Honey is one of honey bees’ products which are used in medicine in many cultures since ancients’ times. Honey is the main source of concentrated sweetness in the diet of many people and contained about 80% carbohydrate, 20% water and traces of protein and ash [15]. Honey is known to exhibit a broad spectrum of activities including antiviral, antibacterial and immunostimulant [16]. It was found to have antioxidant activity due to its high content of flavonoids [17,18]. The aim of the present study is to determine the pathological findings in liver and kidney tissues due to CCl4 toxicity and the therapy of honey and propolis. Also, Immuno-staining of laminin in kidney and liver tissues before and after therapy.
The human body is exposed nowadays to increasing attacks by toxic compounds in polluted air, industrially processed foods, alcohol and drug consumption that increase liver toxicity, leading to more and more severe cases of hepatic disorders [19].
Materials and Methods
Forty male albino Wister rats weighing 120-140 g were purchased from Helwan animal station, Ministry of Health, Egypt. Animals were allowed to adapt for two weeks and housed in animal house of Zoology Department, Faculty of Science, Damietta University, Egypt. CCl4 used in the present study purchased from Modern lab Co. for Chemicals, Egypt. Honey were purchased from general markets in New Damietta City, Damietta, Egypt. Propolis was purchased from local pharmacy.
Preparation of propolis
The method was done according to [20], briefly, the propolis was prepared by dissolving 16.8 mg in 10 ml of distilled water. After shaking for 10 minutes, the water extract was centrifuged at 1000 rpm for 10 minutes. The supernatant of the water extract was used for the treatment of rats.
Experimental groups
Rats were divided into 4 groups each of 10 rats. Normal control group: Fed in standard food and water. CCl4 group: injected ip with 0.5 mg/kg of b. wt. of CCl4 twice weekly for six weeks. Honey group: injected ip with 0.5 mg/kg of b. wt. of CCl4 twice weekly for six weeks and treated with 10% honey bee in drinking water daily. Popolis group: injected ip with 0.5 mg/kg of b. wt. of CCl4 twice weekly for six weeks and treated with propolis orally, (40 μl/rat/day) day after day for six weeks.
Histological study
For light microscopic examination: Liver and kidney samples were collected and fixed in 10% buffered formalin for 24 hours. Serial 5 μm paraffin sections were prepared for pathological study, with hematoxylin and eosin (H&E), Masson Trichrome (MT), silver nitrate and immunohistochemical examination with anti laminin antibody.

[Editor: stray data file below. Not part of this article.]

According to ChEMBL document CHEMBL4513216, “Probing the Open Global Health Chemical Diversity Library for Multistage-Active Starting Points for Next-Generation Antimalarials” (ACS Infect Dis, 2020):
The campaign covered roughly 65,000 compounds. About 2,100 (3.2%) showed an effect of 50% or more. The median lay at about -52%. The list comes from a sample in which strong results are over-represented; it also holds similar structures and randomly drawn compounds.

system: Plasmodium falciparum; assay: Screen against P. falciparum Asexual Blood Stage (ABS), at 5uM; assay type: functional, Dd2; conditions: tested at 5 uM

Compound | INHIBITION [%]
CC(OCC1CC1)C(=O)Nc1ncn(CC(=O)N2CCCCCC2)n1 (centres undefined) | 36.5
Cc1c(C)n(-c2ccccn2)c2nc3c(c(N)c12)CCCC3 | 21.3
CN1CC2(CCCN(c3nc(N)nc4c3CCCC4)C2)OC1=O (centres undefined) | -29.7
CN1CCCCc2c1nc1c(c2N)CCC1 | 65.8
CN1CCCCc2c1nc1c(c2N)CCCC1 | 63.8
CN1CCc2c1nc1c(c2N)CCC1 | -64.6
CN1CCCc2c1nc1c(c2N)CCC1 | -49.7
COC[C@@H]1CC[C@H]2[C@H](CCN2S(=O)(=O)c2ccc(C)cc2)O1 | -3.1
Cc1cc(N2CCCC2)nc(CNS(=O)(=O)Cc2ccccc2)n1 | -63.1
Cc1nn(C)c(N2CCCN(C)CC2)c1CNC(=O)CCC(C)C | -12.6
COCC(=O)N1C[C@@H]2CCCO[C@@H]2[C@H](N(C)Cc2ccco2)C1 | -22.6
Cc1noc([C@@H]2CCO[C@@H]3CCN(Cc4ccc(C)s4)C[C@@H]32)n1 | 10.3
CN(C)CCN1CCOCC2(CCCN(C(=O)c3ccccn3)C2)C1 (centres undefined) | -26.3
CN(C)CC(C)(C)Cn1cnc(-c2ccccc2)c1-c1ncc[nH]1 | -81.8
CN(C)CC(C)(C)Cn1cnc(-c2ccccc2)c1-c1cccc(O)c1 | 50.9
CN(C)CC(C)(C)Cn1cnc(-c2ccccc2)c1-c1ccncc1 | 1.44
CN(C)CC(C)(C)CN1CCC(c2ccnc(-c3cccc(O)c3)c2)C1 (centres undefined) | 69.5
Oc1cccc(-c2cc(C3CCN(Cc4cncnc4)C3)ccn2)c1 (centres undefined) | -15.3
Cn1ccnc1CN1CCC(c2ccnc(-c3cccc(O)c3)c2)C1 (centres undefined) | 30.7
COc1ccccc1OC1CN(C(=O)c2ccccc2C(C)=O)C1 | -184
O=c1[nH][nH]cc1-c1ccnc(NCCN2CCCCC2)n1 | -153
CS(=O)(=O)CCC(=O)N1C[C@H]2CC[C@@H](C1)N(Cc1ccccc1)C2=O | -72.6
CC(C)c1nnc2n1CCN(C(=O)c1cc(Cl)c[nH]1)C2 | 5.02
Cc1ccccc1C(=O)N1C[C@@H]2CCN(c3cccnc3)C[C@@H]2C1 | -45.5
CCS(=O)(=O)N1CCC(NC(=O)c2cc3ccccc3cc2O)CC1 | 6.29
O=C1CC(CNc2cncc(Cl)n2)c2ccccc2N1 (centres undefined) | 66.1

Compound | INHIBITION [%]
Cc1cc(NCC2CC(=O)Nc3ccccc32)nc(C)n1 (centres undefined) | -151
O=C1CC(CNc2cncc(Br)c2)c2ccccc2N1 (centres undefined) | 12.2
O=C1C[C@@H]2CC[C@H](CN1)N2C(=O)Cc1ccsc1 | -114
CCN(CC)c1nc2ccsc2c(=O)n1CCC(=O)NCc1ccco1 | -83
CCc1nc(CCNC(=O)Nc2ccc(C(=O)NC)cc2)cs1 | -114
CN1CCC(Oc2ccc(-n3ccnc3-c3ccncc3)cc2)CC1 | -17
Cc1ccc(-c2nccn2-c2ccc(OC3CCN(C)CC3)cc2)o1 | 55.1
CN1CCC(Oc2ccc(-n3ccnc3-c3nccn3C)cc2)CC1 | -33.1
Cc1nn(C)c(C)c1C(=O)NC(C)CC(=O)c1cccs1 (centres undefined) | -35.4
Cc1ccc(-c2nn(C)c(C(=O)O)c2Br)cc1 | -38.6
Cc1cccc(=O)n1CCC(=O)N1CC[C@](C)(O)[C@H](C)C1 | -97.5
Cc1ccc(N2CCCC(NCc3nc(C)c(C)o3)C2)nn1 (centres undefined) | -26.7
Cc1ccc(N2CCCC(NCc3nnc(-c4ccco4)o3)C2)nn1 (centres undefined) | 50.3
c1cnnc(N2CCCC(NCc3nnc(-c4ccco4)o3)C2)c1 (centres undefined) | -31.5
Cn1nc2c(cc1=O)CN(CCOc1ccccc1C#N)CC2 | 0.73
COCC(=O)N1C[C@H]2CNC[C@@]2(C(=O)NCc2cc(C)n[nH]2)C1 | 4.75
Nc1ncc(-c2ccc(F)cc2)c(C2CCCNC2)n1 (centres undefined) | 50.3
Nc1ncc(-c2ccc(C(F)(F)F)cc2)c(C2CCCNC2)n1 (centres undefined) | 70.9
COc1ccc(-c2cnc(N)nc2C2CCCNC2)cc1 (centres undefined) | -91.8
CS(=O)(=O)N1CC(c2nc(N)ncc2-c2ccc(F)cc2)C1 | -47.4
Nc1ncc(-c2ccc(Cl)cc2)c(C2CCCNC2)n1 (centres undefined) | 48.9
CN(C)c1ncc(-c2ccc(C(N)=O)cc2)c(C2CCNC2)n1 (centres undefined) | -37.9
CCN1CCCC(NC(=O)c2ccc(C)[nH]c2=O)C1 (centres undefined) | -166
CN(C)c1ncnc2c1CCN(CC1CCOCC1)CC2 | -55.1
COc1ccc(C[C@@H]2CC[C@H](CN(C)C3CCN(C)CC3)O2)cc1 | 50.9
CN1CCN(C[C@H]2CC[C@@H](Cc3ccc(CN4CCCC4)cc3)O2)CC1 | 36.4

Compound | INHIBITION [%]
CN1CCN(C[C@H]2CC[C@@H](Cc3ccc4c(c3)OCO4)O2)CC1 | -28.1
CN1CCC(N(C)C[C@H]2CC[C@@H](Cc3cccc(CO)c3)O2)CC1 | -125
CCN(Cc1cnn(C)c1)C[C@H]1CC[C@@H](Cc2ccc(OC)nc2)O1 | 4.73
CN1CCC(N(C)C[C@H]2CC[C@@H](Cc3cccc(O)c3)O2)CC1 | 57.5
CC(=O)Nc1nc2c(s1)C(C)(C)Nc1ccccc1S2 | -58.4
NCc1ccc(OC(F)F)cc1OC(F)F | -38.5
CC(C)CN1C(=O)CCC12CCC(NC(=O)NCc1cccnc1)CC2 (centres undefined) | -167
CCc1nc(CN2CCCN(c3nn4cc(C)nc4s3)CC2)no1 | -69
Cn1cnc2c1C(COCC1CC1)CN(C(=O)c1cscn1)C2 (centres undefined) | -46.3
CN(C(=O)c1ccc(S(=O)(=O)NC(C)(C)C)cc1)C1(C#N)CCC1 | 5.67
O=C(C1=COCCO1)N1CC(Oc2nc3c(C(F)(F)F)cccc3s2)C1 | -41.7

H/E stain
Liver tissue specimens were fixed in 10% formalin and embedded in paraffin wax and 5 micrometer thickness were cut. Sections were stained with H/E stain according to Drury and Wallington [21].
Masson trichrome stain
The method was done according to Carson [22]. Briefly, liver specimens were fixed in Zinker solution for 24 hours, washed in 50% alcohol and treated with diluted iodine solution, then washed in 3% sodium thiosulphate. Sections were stained firstly with haematoxylen, then with Masson A solution for 5 minutes. They were washed in distilled water and stained with Masson B solution for 5 minutes and differentiated in 1% phosphomolybdic acid for 5 minutes, stained with 2.5% fast green solution for 2 minutes, then differentiated in 1% glacial acetic acid. Sections were dehydrated, cleared in xylene and mounted with DPX.
Silver stain
Many methods of silver staining have been developed. Two general classifications are :-1) silver amine or alkaline method, and 2) silver nitrate or acidic method [23]. Detection levels of proteins using the various staining methods are determined by how quickly the back-ground develops. The silver amine methods usually have lower background than the silver nitrate methods and, therefore, have typically been more sensitive. A drawback to the use of the silver diammine method is the use of glutaraldehyde for fixing and sensitization [24,25]. Glutaraldehyde is not compatible with matrixassisted laser desorption/ion- ization mass spectrometry (MALDIMS) [26-28] because it causes protein-protein cross-linkages. The use of various types of sensitizers with the silver nitrate method has been shown to decrease the background and increase detection sensitivity. The ProteoSilver™ Kits are silver nitrate-based with a unique sensitizer solution and optimized protocols which produces better sensitivity (0.1 ng/mm2) than typically claimed using a silver amine method, but is MALDI-MS compatible [29,30]. The ProteoSilver Plus Kit also contains destaining solutions for removal of silver ions from excised bands for enhanced MALDI-MS sensitivity [31].